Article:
Fourteen months ago, Rafael Nadal appeared to be complete. He won his seventh French Open, tying Bjorn Borg, and his 11th Grand Slam title. But more important, he beat his nemesis, Novak Djokovic, for the third time in five months.
Six months earlier, the two had played the longest, greatest match in Australian Open history, elevating Djokovic to tennis' elite and sinking Nadal into the first major nadir of his career. Rafa's body had broken before, but never had his will so many times against a singular opponent. He had lost seven straight finals to Djokovic, who had beaten him consecutively and convincingly at the 2011 Wimbledon and US Open finals. Djokovic had solved him in a way no one else had, not even Roger Federer. From March 2011 to January 2012, Djokovic had beaten him at majors and masters, on grass, clay and hard courts. Nadal had no answer. He had been surpassed.
Now at Roland Garros, he had beaten Djokovic to deny the Serb his career Grand Slam. Nadal had taken him out weeks earlier in two Masters 1000 finals in Rome and Monte Carlo. The demons had been exorcised. The universe was again in balance, and Nadal, restored, was considered the favorite at Wimbledon.
Then came Lukas Rosol.
Seven months later, in February 2013, a ring of white tape under his left knee, Nadal 2.0 rose again, tore apart the South American clay swing and won a hard-court Masters 1000 at Indian Wells before devouring the European clay. He denied Djokovic the career Slam at Roland Garros again and won his 12th Slam at the French Open and seventh title in six months.
Then came Steve Darcis at Wimbledon.
Now, in another comeback, Nadal 3.0 has arrived, this time more stirring and dangerous and exhilarating, far from the clay and with terrifying purpose. The strip of tape under the left knee is gone. He approaches another Grand Slam, this time the US Open, as a favorite again, slightly more so than Djokovic and defending champion Andy Murray, whom he curiously has yet to face this year.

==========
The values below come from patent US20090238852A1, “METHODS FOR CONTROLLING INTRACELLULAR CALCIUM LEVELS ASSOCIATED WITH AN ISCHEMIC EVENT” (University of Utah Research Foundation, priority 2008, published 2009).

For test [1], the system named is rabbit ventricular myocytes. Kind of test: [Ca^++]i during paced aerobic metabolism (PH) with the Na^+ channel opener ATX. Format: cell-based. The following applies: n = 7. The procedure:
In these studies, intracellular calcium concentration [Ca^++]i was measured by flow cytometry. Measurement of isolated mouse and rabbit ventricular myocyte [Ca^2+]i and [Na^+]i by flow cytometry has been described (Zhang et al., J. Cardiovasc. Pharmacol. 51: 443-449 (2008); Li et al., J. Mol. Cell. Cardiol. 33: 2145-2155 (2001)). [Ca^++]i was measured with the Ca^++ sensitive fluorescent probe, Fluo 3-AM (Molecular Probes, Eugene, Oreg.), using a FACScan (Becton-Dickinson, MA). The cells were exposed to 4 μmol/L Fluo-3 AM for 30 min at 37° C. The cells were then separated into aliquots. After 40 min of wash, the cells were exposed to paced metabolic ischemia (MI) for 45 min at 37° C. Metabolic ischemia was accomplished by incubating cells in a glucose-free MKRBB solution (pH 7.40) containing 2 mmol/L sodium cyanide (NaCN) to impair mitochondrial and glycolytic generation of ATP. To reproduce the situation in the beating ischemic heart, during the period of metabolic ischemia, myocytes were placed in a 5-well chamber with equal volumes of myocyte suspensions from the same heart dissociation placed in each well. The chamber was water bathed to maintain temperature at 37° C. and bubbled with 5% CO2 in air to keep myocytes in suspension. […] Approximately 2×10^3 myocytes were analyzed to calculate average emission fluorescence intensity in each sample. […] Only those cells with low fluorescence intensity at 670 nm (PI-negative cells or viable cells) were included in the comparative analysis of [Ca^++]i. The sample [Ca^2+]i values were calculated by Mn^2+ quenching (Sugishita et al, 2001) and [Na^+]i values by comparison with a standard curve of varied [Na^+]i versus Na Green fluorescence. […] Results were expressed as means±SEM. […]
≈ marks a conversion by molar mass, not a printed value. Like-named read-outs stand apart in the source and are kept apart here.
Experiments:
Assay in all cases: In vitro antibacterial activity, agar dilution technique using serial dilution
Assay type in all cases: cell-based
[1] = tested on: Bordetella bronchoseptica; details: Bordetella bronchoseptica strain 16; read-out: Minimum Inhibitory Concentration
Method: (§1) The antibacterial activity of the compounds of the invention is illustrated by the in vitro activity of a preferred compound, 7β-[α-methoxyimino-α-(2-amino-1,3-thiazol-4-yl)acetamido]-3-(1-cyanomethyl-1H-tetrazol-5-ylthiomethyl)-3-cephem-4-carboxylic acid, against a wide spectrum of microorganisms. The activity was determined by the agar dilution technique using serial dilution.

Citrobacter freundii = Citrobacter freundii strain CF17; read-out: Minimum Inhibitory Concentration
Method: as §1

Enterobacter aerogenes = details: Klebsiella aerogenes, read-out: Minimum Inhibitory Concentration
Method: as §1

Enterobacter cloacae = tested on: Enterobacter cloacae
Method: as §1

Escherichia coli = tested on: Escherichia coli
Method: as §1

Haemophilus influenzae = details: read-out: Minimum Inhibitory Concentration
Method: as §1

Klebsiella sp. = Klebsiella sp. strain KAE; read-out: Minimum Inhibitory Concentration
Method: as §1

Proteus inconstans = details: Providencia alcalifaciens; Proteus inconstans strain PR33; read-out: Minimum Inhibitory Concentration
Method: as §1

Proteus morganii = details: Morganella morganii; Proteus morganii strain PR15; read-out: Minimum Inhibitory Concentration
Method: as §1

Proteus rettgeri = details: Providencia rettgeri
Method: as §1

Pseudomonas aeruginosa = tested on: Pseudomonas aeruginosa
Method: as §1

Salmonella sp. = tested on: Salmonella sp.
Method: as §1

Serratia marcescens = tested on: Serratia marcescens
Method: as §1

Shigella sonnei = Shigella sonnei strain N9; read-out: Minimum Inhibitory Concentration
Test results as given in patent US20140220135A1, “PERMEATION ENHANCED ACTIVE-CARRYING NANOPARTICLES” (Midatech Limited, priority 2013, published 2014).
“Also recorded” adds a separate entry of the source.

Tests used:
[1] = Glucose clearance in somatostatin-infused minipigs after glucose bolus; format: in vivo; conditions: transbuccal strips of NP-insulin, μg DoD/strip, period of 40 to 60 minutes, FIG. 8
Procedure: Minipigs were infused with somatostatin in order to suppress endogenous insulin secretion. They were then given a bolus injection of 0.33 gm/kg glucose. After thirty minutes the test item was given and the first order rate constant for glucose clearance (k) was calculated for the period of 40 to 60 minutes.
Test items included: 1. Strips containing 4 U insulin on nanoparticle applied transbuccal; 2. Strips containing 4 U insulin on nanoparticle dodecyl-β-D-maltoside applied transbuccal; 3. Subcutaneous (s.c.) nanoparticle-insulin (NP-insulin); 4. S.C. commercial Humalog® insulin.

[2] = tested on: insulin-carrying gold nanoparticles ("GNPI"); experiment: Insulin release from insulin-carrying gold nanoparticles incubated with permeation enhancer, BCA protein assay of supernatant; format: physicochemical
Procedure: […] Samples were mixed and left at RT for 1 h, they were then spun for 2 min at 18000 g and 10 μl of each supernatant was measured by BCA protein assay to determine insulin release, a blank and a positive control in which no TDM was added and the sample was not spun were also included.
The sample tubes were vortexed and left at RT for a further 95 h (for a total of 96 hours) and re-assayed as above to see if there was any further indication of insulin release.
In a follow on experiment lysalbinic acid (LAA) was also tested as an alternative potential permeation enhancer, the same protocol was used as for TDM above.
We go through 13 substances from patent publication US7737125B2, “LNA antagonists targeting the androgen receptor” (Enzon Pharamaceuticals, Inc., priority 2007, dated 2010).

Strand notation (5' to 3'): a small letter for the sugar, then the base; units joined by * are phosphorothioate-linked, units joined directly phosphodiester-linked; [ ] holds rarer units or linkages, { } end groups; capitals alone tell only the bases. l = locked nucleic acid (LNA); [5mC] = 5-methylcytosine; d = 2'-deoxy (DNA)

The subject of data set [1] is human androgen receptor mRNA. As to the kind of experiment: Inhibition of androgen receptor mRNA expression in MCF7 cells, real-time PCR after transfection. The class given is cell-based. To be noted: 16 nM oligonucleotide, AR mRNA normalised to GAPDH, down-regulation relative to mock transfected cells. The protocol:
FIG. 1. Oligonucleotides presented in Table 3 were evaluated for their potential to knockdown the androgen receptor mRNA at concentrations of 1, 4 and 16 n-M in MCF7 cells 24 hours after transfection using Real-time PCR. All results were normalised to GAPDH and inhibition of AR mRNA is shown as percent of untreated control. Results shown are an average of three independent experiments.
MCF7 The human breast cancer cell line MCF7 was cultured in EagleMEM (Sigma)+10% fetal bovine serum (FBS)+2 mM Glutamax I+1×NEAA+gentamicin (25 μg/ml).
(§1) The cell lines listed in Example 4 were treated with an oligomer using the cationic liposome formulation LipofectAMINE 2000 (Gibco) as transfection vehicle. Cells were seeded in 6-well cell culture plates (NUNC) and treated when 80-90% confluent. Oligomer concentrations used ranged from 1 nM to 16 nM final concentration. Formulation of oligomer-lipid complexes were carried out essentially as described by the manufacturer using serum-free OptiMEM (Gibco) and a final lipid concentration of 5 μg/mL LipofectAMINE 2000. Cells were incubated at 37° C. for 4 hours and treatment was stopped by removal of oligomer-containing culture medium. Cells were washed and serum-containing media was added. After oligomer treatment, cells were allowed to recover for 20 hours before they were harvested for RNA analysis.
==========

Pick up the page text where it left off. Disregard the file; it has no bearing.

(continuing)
For all of his gifts and achievements, there is, oddly, a certain pejorative attitude that surrounds Nadal's prodigious clay achievements. Even the term "the King of Clay" could be considered something of a sly criticism -- and is sometimes meant to be. It is a knock whose roots stem from the fiercely partisan arena that is the Nadal versus Federer camps, the Federer constituency's epic putdown to the question of how their man can be the greatest ever but can't beat his greatest rival. Federer has played 31 matches against Nadal and has lost 21 times.
It is true that while Nadal has two Wimbledon titles, a full two-thirds of his majors have come on clay, as have 42 of his 59 career titles (71.1 percent), exposing him to the charge that he is a one-surface wonder, while seven of Federer's 17 majors (just 41 percent) have come on grass, his best surface. (How 83 percent, or five of Djokovic's six majors, or 75.6 percent of his career titles, have come on hard courts escapes conversation is a story for another day.)
Nadal is scarily aware of his status and said after his losses to Rosol and Darcis that grass will be a difficult surface for him going forward because of the strain the low-bouncing game puts on his knees. But in his latest return, Rafa is playing this hard-court season with some serious aplomb.
Nadal is playing as though he has an eye on history; that the talk is real and it matters and that he has something to prove on the hard court. After losing to Darcis, a narrative began to take hold as Nadal made his Wimbledon exit, that history will treat him unkindly if he doesn't win at least a few more Grand Slam titles on surfaces other than clay.